All around is the imprint of the immense ice sheet that covered the upper Midwest some 20,000 years ago. Here in the area of the Kettle Moraine State Forest two finger-like lobes of the glacier met along a northeast to southwest line. At their junction, billions of tons of sand, gravel, and rock were deposited as the ice slowly melted away 10,000 years ago. The glaciers' massive size and impact is seen from the dimensions of the kames.Within the forest the largest kame rises over 350 feet above the surrounding land area.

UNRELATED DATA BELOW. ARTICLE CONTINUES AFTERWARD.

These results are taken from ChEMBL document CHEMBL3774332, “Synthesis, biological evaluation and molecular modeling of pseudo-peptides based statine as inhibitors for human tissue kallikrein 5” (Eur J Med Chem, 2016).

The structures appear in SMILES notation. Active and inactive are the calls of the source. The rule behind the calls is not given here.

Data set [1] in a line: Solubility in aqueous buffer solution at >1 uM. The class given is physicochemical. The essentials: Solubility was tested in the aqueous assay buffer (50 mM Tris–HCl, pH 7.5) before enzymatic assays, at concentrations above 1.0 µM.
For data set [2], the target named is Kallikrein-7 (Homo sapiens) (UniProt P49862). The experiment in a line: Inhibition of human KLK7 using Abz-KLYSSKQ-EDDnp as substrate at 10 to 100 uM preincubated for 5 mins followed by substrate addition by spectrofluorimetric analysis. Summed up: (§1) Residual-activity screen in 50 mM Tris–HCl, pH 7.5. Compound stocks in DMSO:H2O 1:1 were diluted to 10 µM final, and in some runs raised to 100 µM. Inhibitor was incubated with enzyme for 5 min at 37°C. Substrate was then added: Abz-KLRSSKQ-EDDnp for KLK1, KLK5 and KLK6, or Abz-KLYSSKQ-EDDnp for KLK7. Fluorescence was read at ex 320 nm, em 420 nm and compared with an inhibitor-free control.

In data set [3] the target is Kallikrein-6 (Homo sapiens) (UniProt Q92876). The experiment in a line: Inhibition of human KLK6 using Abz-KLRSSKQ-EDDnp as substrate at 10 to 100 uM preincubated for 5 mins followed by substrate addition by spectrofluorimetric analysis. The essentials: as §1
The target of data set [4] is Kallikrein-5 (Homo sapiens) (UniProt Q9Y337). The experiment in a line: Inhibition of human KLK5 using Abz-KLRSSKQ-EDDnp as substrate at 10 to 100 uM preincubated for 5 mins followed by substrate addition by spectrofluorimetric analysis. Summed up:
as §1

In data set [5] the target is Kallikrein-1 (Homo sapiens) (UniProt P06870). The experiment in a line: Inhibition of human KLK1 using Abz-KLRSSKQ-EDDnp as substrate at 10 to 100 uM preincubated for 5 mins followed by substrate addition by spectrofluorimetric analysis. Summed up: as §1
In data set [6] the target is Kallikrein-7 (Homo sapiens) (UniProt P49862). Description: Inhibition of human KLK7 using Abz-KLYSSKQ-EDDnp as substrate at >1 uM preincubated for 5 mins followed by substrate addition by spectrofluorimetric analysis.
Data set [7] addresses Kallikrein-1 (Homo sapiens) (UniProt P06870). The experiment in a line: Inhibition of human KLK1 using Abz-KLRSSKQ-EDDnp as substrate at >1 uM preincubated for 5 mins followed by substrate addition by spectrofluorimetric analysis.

Other glacial features add to the unique landscape of the Kettle Moraine. Glacial streams deposited materials to form eskers by flowing through tunnels, within or beneath the ice sheet. Kettles, pit-like depressions in the earth, were formed when huge blocks of ice, buried under the glacial debris, melted away.